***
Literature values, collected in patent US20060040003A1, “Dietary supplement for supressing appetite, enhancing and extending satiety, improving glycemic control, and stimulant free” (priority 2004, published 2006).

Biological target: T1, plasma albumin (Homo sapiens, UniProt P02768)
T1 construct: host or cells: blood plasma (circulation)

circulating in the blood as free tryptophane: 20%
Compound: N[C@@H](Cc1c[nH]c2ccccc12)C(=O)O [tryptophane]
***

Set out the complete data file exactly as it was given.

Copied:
Literature values, collected in patent US20060040003A1, “Dietary supplement for supressing appetite, enhancing and extending satiety, improving glycemic control, and stimulant free” (priority 2004, published 2006).

Biological target: T1, plasma albumin (Homo sapiens, UniProt P02768)
T1 construct: host or cells: blood plasma (circulation)

circulating in the blood as free tryptophane: 20%
Compound: N[C@@H](Cc1c[nH]c2ccccc12)C(=O)O [tryptophane]